It is negligence by employees of health-care providers—not attacks by external hackers and other thieves—that is responsible for most leaks of patient information, according to a new study. And that is another big reason you should be extra-careful about what information you share with hospitals, doctors’ offices and pharmacies.

The study analyzed nearly 1,150 large health-care-record breaches that occurred between 2009 and 2017 affecting a total of more than 164 million patients. Only 12% of the breaches stemmed from attacks by external hackers, compared with 53% caused by internal negligence. The remainder included the physical theft of medical files. The study, from Michigan State University and Johns Hopkins ­University, was ­published in JAMA Internal Medicine.

Internally caused data breaches included private files of patients being mailed or e-mailed to the wrong recipients…accessed from insecure computers or smartphones…stolen by employees…or otherwise mishandled.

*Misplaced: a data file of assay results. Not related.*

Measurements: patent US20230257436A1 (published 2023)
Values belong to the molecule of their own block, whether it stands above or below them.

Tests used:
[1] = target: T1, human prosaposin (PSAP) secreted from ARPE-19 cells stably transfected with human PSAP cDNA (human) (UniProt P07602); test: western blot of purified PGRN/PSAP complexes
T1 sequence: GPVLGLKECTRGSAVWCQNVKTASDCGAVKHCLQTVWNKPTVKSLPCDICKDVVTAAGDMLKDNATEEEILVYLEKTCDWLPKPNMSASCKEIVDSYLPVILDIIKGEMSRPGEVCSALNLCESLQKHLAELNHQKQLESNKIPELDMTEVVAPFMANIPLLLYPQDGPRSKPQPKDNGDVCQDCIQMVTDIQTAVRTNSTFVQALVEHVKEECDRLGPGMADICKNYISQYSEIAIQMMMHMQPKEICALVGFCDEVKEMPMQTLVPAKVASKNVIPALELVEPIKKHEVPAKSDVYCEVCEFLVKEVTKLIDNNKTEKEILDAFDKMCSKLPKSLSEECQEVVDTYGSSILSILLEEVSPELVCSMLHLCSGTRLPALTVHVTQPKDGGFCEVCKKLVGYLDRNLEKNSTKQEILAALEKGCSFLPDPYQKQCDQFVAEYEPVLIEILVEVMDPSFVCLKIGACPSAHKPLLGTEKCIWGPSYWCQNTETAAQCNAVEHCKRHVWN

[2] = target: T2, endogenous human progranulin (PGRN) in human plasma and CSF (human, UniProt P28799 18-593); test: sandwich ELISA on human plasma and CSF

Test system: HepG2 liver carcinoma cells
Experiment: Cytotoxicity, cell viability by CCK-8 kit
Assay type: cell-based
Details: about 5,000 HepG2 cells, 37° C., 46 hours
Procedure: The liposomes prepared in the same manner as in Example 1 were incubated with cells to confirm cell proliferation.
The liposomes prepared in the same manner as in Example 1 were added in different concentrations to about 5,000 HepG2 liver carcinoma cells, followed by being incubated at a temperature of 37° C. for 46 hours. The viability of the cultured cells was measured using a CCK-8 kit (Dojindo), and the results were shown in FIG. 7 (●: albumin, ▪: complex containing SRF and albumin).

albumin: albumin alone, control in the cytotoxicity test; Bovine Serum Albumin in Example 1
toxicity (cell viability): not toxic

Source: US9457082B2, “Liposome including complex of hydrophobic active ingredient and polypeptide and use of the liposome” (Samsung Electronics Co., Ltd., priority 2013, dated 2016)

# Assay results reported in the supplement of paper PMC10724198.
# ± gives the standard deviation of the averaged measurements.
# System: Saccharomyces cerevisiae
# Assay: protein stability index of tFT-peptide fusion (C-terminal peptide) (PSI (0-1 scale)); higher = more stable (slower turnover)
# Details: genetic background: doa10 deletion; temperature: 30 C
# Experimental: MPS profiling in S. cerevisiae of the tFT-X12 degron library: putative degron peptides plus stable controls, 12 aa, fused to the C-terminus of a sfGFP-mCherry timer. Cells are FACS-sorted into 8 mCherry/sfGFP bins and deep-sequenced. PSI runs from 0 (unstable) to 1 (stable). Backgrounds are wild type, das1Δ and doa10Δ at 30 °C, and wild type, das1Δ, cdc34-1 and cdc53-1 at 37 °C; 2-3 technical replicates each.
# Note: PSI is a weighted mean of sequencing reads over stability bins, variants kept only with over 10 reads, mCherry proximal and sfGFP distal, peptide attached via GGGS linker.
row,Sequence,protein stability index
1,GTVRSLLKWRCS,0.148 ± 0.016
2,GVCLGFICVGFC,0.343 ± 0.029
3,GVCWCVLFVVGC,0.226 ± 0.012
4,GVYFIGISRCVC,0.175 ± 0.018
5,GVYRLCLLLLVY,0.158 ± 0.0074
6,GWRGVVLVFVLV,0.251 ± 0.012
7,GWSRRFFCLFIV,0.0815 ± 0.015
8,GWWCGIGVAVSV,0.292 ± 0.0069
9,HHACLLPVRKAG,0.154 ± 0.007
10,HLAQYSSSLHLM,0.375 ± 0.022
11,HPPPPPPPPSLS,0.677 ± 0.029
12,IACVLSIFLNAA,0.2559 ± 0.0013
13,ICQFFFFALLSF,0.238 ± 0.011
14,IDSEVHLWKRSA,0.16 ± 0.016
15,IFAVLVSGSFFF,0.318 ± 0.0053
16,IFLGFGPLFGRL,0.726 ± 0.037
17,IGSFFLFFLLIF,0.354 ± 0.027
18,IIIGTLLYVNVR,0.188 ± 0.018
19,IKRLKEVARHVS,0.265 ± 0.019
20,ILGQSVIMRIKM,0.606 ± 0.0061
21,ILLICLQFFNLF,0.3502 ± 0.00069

Patient data breaches are especially dangerous for victims because someone with access to your information could receive medical care in your name, stick you with the bills and/or comingle your medical histories in potentially ­dangerous ways.

What to do: Resist giving your Social Security number to health-care ­providers—or provide only the last four digits. If a provider tries to insist, ask why the number is needed and ask about the provider’s history of hacks or leaks and ­security policies to help you decide whether to use this provider. Although a provider may be allowed to refuse you service, there’s no legitimate medical reason that the provider would demand your Social Security number—typically, it is only to make it easier to sic debt collectors on you if you don’t pay your bill. Most will back down if you refuse.

You typically will have to provide your date of birth, driver’s license (or other photo ID) and insurance information, but keeping your Social Security number secret should make you less vulnerable to identity theft.